Sharks need smarter management and better data to recover and thrive

By Amada44 (Own work) [GFDL ( or CC BY 3.0 (], via Wikimedia Commons

Dusky Shark  (Carcharhinus obscurus) are extremely rare. This one is swimming at Seaworld Aquarium in Queensland, Australia. Photo by: Amada44 via Wikimedia Commons

Shark advocates at Oceana recently sued the National Marine Fisheries Service (NMFS), claiming that the way the agency controls fishing on dusky sharks violates the Magnuson-Stevens Act.  Duskies are overfished and have suffered overfishing for years, even though it is illegal to retain them if they are caught.  The duskies’ plight highlights the shortcomings of bans and similar efforts when it comes to protecting vulnerable species like sharks, especially when they are caught alongside other, healthier species.

Over the last several years, more and more people have learned about both the importance of sharks and the ongoing threats to their existence. This is great news because sharks are among the most important creatures in the ocean, playing a vital role in maintaining healthy marine ecosystems.  Plus, they’re really cool.  Formerly of interest exclusively to fish geeks like myself, Shark Week is now a widely celebrated summer ritual.  Shark finning, a deplorable practice where a shark’s fin is removed and the rest of its body is discarded at sea, has been banned in the United States since 2000, and more than 70 other countries have enacted similar bans.

Despite this progress, shark populations remain threatened and overfishing is common. The FAO reports that the market for sharks has actually increased, and many sharks die as bycatch as a side effect of fishing for other species at healthier population sizes, such as Atlantic swordfish (which has recovered after a focused conservation effort).

Nineteen U.S. shark species, including duskies and great white sharks, are at such low population levels that they are so-called “prohibited” species; if caught, they cannot be kept.    For dusky sharks, the ban has been in place since 2000.  Nevertheless, they have continued to experience overfishing.  Duskies simply can’t tolerate much fishing and struggle to recover because they don’t reproduce until about 20 years of age and then deliver 5-10 pups only once every three years.  NMFS calculates that in order to rebuild them in a century — 100 years — fishing levels have to drop by more than half.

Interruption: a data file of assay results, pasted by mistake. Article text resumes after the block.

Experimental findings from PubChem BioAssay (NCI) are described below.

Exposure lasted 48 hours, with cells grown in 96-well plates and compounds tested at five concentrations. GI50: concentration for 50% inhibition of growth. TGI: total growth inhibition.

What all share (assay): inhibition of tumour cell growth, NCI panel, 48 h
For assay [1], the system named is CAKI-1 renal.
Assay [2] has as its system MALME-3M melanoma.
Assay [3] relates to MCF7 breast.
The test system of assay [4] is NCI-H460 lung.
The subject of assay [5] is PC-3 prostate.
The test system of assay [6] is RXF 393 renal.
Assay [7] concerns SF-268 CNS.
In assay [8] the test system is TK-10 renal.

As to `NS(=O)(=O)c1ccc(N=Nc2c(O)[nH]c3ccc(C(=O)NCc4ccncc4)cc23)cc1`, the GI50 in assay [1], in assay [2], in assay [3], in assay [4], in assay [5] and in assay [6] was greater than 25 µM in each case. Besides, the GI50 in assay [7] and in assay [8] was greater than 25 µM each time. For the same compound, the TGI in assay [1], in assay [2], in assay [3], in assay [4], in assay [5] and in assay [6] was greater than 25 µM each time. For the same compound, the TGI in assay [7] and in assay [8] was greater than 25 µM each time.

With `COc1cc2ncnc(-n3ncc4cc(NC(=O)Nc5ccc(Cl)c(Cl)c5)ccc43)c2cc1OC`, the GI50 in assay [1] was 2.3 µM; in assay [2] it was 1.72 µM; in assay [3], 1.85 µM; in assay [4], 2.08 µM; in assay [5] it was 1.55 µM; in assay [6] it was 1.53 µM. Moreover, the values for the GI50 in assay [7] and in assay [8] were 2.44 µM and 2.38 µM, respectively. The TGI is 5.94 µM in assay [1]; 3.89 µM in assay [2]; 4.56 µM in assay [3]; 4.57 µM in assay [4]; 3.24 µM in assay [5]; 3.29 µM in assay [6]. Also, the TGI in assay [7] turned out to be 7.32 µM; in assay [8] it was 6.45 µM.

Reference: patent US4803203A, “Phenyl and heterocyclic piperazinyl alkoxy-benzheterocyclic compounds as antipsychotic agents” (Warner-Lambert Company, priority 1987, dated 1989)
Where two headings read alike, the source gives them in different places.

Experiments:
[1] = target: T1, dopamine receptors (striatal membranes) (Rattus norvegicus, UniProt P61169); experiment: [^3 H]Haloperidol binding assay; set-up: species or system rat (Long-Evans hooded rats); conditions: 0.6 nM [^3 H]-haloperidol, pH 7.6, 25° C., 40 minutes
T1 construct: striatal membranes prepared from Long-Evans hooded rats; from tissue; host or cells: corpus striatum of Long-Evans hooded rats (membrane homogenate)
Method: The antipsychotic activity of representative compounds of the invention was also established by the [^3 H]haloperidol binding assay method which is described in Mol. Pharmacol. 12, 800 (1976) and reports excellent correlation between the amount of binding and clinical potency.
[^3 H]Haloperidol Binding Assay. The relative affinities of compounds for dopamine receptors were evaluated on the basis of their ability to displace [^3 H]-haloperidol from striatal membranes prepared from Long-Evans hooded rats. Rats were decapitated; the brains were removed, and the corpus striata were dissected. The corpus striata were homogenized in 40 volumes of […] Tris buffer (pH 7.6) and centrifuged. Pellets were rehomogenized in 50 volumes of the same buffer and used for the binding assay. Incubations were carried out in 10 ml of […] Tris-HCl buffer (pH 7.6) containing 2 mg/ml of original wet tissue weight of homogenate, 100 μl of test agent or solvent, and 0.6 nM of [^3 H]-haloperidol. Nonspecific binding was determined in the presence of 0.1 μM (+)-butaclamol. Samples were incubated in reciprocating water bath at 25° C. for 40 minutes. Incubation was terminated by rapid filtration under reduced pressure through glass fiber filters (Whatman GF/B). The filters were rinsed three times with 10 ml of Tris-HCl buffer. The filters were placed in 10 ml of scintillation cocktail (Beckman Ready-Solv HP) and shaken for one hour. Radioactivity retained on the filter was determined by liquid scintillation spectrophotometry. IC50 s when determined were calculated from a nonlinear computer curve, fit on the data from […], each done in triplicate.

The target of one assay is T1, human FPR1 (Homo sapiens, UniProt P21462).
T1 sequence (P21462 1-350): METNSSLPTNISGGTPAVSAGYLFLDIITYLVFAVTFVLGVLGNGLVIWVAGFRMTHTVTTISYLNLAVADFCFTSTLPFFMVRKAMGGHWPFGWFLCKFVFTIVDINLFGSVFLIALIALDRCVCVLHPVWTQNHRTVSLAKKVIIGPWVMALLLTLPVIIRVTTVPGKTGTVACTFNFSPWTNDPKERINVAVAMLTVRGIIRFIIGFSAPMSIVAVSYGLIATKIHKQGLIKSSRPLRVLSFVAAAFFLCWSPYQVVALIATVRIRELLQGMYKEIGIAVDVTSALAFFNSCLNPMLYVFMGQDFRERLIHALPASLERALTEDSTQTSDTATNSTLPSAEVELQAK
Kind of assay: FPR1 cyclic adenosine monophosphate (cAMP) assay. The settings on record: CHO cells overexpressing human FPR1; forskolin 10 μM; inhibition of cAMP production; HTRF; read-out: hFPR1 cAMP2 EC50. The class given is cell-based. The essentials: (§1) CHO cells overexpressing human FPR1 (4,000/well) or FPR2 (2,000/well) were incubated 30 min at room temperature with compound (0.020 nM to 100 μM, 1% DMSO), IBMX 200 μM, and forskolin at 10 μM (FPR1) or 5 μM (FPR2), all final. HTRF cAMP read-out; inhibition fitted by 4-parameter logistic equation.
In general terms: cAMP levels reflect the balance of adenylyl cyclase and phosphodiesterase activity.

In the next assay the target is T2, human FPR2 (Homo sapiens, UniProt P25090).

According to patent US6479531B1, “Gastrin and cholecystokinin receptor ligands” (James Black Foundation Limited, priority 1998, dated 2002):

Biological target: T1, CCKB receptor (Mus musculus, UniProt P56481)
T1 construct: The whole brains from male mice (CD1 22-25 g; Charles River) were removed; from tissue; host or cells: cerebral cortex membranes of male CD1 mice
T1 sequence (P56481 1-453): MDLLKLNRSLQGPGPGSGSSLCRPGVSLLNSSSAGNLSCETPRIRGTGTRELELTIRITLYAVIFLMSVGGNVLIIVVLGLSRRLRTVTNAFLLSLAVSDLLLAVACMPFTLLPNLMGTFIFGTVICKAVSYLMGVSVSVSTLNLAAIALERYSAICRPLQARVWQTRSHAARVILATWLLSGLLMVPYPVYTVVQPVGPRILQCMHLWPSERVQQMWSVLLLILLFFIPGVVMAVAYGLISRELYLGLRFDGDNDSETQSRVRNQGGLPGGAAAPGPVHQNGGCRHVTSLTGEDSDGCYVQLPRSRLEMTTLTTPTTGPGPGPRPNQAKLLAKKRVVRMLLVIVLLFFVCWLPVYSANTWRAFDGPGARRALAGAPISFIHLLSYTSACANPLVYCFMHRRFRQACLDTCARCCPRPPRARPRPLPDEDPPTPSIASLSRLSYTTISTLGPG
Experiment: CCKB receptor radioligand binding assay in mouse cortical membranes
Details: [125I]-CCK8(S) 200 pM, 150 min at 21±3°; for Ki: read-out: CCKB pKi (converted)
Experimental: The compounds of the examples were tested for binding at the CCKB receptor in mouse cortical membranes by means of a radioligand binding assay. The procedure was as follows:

In short, the ban isn’t working.  Pretending sharks don’t get caught because we prohibit landing isn’t effective.  Even if increasing the use of conventional management tools, such as closed areas or gear restrictions, worked to curtail fishing mortality enough, those restrictions could force U.S. fishing vessels out of the fishery altogether.  But the foreign-flagged vessels can have even higher levels of bycatch, so importing more seafood could further harm the sharks we’re trying to protect.

We need a new approach.  Fortunately, emerging technologies could provide the means to effectively monitor and enforce real bycatch limits, and conservation incentives can lead to more flexible regulatory structures that give fishermen the ability and motivation to use their expertise to avoid the sharks.  Fishermen will have a stake in the recovery of the dusky population by minimizing the catch of the species and its impact on their ability to fish.

We’ve seen this kind of transformation in the west coast groundfish fishery.  After years of high levels of fishing mortality (and extensive litigation) that left many groundfish species extremely overfished, the long-lived species faced rebuilding plans that in some cases ran to more than 100 years.  The Pacific groundfish individual fishing quota program, which involves binding quotas of both targeted and bycaught species and careful monitoring, took effect in 2011.  The conservation results have been amazing.  Bycatch declined from roughly 20-25% of catch to less than 5% in 2011-2015.  2014 fleet-wide catch for overfished species was well below allowable limits.  Overfished populations have rebounded much more rapidly than expected.  Producing similar results for duskies and other sharks would be game-changing.

On the east coast and in the Gulf of Mexico, pelagic longline fishing vessels already carry cameras that monitor their fishing activities, and they tally their catch under a new system designed to protect Atlantic Bluefin tuna.  These changes are not easy to navigate, and fishermen deserve support and credit for doing so.  NMFS should carefully examine the lessons learned in the Atlantic Bluefin tuna effort and consider expanding it to other species, including dusky sharks.

Nor should American fishermen bear burdens that foreign fleets do not.  The United States has often broken new ground in fisheries management.  As solutions emerge for species like sharks that are caught all over the world, we can leverage our participation in international fishery management organizations to institute global management that takes into account the need to catch target fish while avoiding more vulnerable species.

Oceana has highlighted an important issue, and the law backs them up, as we explained in a letter to the agency back in January.  Pretending we can ban our way out of the deadly problem of shark bycatch has failed and violates the Magnuson-Stevens Act.  We hope the lawsuit leads to a stakeholder-driven process to develop real solutions.

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